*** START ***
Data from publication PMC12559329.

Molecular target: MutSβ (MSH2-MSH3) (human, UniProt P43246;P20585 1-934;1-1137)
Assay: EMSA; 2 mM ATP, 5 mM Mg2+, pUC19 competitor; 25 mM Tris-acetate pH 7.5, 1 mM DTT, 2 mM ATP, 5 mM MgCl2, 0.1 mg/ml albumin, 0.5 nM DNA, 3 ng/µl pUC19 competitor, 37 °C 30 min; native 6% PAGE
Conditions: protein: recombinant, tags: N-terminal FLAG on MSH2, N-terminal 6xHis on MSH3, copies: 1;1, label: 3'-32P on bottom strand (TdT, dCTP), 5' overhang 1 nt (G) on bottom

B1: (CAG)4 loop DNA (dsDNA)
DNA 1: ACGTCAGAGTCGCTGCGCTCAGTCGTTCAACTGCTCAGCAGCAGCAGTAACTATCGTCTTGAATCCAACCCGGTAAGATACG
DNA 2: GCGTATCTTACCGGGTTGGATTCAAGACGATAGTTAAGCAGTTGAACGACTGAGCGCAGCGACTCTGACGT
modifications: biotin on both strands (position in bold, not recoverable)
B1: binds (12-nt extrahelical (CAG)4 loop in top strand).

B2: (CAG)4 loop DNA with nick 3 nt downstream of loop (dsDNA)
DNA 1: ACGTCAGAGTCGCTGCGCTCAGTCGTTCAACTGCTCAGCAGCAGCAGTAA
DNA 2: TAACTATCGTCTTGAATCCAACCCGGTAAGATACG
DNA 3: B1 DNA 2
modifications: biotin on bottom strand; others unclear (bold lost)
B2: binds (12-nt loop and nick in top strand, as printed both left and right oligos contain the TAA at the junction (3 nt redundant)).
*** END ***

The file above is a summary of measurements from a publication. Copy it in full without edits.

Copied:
Data from publication PMC12559329.

Molecular target: MutSβ (MSH2-MSH3) (human, UniProt P43246;P20585 1-934;1-1137)
Assay: EMSA; 2 mM ATP, 5 mM Mg2+, pUC19 competitor; 25 mM Tris-acetate pH 7.5, 1 mM DTT, 2 mM ATP, 5 mM MgCl2, 0.1 mg/ml albumin, 0.5 nM DNA, 3 ng/µl pUC19 competitor, 37 °C 30 min; native 6% PAGE
Conditions: protein: recombinant, tags: N-terminal FLAG on MSH2, N-terminal 6xHis on MSH3, copies: 1;1, label: 3'-32P on bottom strand (TdT, dCTP), 5' overhang 1 nt (G) on bottom

B1: (CAG)4 loop DNA (dsDNA)
DNA 1: ACGTCAGAGTCGCTGCGCTCAGTCGTTCAACTGCTCAGCAGCAGCAGTAACTATCGTCTTGAATCCAACCCGGTAAGATACG
DNA 2: GCGTATCTTACCGGGTTGGATTCAAGACGATAGTTAAGCAGTTGAACGACTGAGCGCAGCGACTCTGACGT
modifications: biotin on both strands (position in bold, not recoverable)
B1: binds (12-nt extrahelical (CAG)4 loop in top strand).

B2: (CAG)4 loop DNA with nick 3 nt downstream of loop (dsDNA)
DNA 1: ACGTCAGAGTCGCTGCGCTCAGTCGTTCAACTGCTCAGCAGCAGCAGTAA
DNA 2: TAACTATCGTCTTGAATCCAACCCGGTAAGATACG
DNA 3: B1 DNA 2
modifications: biotin on bottom strand; others unclear (bold lost)
B2: binds (12-nt loop and nick in top strand, as printed both left and right oligos contain the TAA at the junction (3 nt redundant)).